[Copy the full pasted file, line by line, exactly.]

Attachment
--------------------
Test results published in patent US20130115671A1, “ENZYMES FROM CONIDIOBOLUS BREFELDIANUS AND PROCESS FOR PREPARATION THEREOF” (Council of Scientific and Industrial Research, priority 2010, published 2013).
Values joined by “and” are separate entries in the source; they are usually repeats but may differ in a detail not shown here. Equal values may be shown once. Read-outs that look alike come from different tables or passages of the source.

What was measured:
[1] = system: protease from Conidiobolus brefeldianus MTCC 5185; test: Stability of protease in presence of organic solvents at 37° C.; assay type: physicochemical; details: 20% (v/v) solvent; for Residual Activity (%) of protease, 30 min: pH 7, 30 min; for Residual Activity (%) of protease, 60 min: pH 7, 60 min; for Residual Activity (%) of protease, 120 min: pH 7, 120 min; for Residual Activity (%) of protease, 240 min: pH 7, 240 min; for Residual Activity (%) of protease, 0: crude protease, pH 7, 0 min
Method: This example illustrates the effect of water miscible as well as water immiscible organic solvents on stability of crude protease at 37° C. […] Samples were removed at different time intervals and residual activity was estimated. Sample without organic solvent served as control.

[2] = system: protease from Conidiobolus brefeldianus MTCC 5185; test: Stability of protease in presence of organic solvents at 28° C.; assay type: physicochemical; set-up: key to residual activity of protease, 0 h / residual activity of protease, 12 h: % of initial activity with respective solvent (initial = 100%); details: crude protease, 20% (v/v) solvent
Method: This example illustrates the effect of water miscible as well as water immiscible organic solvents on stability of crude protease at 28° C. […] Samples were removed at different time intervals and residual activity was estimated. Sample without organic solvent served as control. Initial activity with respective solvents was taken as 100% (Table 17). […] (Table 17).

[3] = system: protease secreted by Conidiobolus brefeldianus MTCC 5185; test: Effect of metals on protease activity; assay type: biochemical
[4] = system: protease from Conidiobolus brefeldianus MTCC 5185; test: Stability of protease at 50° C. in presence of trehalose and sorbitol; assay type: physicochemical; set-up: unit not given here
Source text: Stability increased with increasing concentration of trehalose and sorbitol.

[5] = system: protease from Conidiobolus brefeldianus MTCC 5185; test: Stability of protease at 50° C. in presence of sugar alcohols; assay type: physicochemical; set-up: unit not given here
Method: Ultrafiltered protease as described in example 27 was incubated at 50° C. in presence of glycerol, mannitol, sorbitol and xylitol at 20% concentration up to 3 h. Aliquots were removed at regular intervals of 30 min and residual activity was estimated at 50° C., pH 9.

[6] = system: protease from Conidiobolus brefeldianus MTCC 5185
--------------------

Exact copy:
Test results published in patent US20130115671A1, “ENZYMES FROM CONIDIOBOLUS BREFELDIANUS AND PROCESS FOR PREPARATION THEREOF” (Council of Scientific and Industrial Research, priority 2010, published 2013).
Values joined by “and” are separate entries in the source; they are usually repeats but may differ in a detail not shown here. Equal values may be shown once. Read-outs that look alike come from different tables or passages of the source.

What was measured:
[1] = system: protease from Conidiobolus brefeldianus MTCC 5185; test: Stability of protease in presence of organic solvents at 37° C.; assay type: physicochemical; details: 20% (v/v) solvent; for Residual Activity (%) of protease, 30 min: pH 7, 30 min; for Residual Activity (%) of protease, 60 min: pH 7, 60 min; for Residual Activity (%) of protease, 120 min: pH 7, 120 min; for Residual Activity (%) of protease, 240 min: pH 7, 240 min; for Residual Activity (%) of protease, 0: crude protease, pH 7, 0 min
Method: This example illustrates the effect of water miscible as well as water immiscible organic solvents on stability of crude protease at 37° C. […] Samples were removed at different time intervals and residual activity was estimated. Sample without organic solvent served as control.

[2] = system: protease from Conidiobolus brefeldianus MTCC 5185; test: Stability of protease in presence of organic solvents at 28° C.; assay type: physicochemical; set-up: key to residual activity of protease, 0 h / residual activity of protease, 12 h: % of initial activity with respective solvent (initial = 100%); details: crude protease, 20% (v/v) solvent
Method: This example illustrates the effect of water miscible as well as water immiscible organic solvents on stability of crude protease at 28° C. […] Samples were removed at different time intervals and residual activity was estimated. Sample without organic solvent served as control. Initial activity with respective solvents was taken as 100% (Table 17). […] (Table 17).

[3] = system: protease secreted by Conidiobolus brefeldianus MTCC 5185; test: Effect of metals on protease activity; assay type: biochemical
[4] = system: protease from Conidiobolus brefeldianus MTCC 5185; test: Stability of protease at 50° C. in presence of trehalose and sorbitol; assay type: physicochemical; set-up: unit not given here
Source text: Stability increased with increasing concentration of trehalose and sorbitol.

[5] = system: protease from Conidiobolus brefeldianus MTCC 5185; test: Stability of protease at 50° C. in presence of sugar alcohols; assay type: physicochemical; set-up: unit not given here
Method: Ultrafiltered protease as described in example 27 was incubated at 50° C. in presence of glycerol, mannitol, sorbitol and xylitol at 20% concentration up to 3 h. Aliquots were removed at regular intervals of 30 min and residual activity was estimated at 50° C., pH 9.

[6] = system: protease from Conidiobolus brefeldianus MTCC 5185